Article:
By William Shakespeare
Th3e Liverpool Everyman Theatre
April 28 – July 10, 2018
The Liverpool Everyman Repretory Company, 2018
Director Gemma Bodinetz
Designers Molly Lacey Davies, Natalie Johnson & Jocelyn Meall
Composer Peter Coyte
Lighting Designer Kay Haynes
Sound Design Everyman Sound Department
YEP Assistant Director James Anders
Casting Director Sophie Parrott CDG
Running Time: 3 hours
Image (c) Jonathan Keenan
REVIEWER: Miranda Humphreys-Green
We might as well start with the elephant in the room: Othello (at the Liverpool Everyman) is played by a woman. Which is certainly one way to grab your audience’s attention, not to mention headlines.
However, it wasn’t initially entirely obvious whether this was a woman (Golda Rosheuvel) playing a man, in a neat inversion of Shakespearian customs when of course young men took the female parts, or whether this was a woman playing a woman in a same-sex marriage.
Part of the confusion here is that the language is inconsistent. Othello is variously termed “my lord” and “my lady”, and at one point talks of her “boyhood.” Some of this can be put down to not wanting to mess with the metre but some of it was just, I think, an oversight.
So, Othello is now a woman, which transformation has much to merit it. By making Othello a successful woman in a military milieu we bring to the fore for a 21st Century audience something akin to what being a strong black man in the early 17th Century must have felt like. Even the dignitaries who so loved him for his martial successes would rather disown their daughters than have him marry into their families. The whole world awaits your downfall.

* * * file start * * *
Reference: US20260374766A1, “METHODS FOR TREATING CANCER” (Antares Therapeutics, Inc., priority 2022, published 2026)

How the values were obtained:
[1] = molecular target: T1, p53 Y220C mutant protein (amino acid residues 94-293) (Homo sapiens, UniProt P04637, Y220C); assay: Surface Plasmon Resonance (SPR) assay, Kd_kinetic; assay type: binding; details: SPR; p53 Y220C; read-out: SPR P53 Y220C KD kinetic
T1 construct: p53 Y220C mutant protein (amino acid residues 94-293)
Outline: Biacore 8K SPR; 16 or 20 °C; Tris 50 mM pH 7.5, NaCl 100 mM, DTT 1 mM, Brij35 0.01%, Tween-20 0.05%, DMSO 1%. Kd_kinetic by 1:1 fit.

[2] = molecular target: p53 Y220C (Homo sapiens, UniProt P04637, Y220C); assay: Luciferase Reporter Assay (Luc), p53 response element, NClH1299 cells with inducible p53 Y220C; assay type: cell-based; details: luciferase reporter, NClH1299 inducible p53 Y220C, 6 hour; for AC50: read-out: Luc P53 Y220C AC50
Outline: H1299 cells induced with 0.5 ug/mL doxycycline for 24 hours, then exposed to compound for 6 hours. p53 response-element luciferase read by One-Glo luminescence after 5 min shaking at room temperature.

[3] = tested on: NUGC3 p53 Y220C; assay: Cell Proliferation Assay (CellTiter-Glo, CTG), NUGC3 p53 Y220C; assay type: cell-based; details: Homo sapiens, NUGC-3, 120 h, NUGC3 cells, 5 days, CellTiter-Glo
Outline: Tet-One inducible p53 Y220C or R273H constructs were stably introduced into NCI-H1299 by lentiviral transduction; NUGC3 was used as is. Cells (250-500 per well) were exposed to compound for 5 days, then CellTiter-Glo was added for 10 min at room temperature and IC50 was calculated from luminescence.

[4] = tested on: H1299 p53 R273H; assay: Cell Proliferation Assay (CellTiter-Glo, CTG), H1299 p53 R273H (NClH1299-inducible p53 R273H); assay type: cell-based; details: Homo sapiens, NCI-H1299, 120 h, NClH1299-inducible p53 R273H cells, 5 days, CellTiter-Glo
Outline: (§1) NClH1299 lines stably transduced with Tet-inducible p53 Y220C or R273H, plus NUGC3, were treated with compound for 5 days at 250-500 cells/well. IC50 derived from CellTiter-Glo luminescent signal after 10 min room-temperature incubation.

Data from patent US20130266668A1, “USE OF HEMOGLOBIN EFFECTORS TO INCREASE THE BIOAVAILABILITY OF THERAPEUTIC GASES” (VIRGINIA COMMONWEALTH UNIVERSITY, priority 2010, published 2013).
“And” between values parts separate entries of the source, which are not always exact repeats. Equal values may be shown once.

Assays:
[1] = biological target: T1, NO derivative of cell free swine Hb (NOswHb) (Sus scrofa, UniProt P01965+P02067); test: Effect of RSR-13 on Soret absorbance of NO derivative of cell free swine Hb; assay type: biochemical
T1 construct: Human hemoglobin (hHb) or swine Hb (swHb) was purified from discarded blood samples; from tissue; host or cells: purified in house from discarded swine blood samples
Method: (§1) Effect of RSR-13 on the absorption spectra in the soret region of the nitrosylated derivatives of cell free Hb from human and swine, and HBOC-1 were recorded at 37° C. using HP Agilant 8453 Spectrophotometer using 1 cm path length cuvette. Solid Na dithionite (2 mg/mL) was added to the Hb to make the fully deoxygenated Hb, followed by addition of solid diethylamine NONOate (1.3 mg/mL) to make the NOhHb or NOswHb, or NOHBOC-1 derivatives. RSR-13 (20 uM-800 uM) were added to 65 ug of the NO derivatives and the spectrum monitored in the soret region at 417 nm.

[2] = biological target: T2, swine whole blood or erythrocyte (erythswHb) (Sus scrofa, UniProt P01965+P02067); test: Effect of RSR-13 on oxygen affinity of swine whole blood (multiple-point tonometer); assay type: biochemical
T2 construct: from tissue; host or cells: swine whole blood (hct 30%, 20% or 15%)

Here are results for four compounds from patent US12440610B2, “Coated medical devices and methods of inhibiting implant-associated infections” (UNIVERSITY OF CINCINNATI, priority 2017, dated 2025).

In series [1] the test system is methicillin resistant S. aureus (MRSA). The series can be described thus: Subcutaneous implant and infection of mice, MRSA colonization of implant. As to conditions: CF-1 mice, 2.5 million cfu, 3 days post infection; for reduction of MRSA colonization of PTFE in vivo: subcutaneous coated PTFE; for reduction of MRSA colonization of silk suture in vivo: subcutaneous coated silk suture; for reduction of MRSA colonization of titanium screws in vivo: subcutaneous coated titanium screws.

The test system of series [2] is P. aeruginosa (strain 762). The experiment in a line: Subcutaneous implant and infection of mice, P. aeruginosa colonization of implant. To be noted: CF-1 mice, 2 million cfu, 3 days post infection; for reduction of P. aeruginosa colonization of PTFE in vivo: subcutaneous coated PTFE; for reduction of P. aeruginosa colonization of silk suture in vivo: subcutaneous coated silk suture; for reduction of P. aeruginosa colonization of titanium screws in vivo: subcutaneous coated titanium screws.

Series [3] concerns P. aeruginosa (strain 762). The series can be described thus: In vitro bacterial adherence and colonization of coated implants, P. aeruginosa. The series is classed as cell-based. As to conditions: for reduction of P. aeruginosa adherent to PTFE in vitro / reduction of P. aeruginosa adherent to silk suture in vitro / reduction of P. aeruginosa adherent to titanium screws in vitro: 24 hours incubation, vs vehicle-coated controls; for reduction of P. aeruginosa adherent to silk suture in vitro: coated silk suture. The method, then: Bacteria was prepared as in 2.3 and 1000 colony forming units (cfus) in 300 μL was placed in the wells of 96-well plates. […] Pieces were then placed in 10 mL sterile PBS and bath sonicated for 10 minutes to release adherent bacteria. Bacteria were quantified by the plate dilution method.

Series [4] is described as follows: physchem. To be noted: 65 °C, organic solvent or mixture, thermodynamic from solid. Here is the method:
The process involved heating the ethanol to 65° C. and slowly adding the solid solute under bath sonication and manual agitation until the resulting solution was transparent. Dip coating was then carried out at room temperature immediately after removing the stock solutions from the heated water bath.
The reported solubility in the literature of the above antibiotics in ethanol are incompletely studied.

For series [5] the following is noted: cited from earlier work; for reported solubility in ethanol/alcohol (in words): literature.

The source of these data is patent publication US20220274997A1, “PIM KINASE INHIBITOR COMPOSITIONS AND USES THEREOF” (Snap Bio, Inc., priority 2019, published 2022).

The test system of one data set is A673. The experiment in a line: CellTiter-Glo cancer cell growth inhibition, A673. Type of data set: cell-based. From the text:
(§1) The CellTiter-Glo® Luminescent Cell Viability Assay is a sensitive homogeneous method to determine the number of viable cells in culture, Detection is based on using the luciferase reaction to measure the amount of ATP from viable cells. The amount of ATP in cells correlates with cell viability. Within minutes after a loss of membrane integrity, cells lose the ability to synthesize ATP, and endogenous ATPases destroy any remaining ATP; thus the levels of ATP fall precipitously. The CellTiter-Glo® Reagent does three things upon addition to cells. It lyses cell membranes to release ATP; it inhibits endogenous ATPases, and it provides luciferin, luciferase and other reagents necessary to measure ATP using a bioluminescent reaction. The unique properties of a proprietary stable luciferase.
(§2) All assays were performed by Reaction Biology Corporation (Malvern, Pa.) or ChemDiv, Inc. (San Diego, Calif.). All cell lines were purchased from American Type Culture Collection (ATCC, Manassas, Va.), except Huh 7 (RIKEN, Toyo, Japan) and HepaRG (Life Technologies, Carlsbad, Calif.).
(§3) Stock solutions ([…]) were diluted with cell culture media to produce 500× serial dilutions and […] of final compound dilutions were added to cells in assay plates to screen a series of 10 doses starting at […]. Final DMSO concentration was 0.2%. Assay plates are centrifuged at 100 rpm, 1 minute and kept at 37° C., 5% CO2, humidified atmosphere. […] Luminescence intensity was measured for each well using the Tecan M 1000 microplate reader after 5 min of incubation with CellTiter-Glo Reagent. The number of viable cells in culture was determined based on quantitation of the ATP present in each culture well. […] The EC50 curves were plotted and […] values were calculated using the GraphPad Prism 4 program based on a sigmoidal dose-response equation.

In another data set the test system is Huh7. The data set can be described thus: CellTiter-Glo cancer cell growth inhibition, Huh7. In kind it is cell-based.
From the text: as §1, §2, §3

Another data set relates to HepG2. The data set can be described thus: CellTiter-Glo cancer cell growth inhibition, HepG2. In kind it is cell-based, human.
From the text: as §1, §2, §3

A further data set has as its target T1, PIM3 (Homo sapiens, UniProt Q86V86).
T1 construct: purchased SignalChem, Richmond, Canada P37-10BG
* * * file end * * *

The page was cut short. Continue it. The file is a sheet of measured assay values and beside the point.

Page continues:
Which is all quite clever comment on just how easily seemingly successful women are toppled today. How precarious is the Feminism we take for granted? And how “other” is lesbianism still in our society?
So far, so good. And the play is updated is other ways too. Othello’s regiment is seen larging it in Ayia Napa, taking selfies on their iphones.
But if Othello is remade, then so too must be her Desdemona. But this production fails to update her in any way other than her wardrobe, which, come to think of it, seems to reference Roman Holiday in its Audrey Hepburn-ish Med chic so wasn’t exactly modern either. I’d have really liked to have seen Emily Hughes putting up a bit more of a fight. She practically bares her throat to Othello and asks to be strangled. This is no 21st Century relationship of equals.
So whilst a female Othello may be a useful metaphor, without an updated Desdemona, it doesn’t ring entirely true. The lesbian relationship is ultimately unconvincing because women don’t tend to kill the woman they love (I Googled this to make sure.) Othello herself is still an outsider in her own play, an anachronism in a production that still portrays the sexual politics of the 17th Century. Perhaps a more credible ending would have rewritten this, unfaithful to Shakespeare as it would have been.
What does remain faithful to the original, and indeed is the reason why we still go to see Shakespeare today, is the portrayal of jealousy, as manifested across several characters. Othello believes Desdemona to be unfaithful to him; Iago resents Othello’s promotion of Cassio above him; Othello herself, an outsider, is victim to other people’s jealousies.
And it is the insidious, poisonous Iago, portrayed with psychopathic ordinariness by Patrick Brennan, who is the lynchpin to a play which abounds with the kind of ironies, passions and manipulations that feel as contemporary today as they did four centuries ago.
Othello is scheduled until July 10. For Tickets Click HERE
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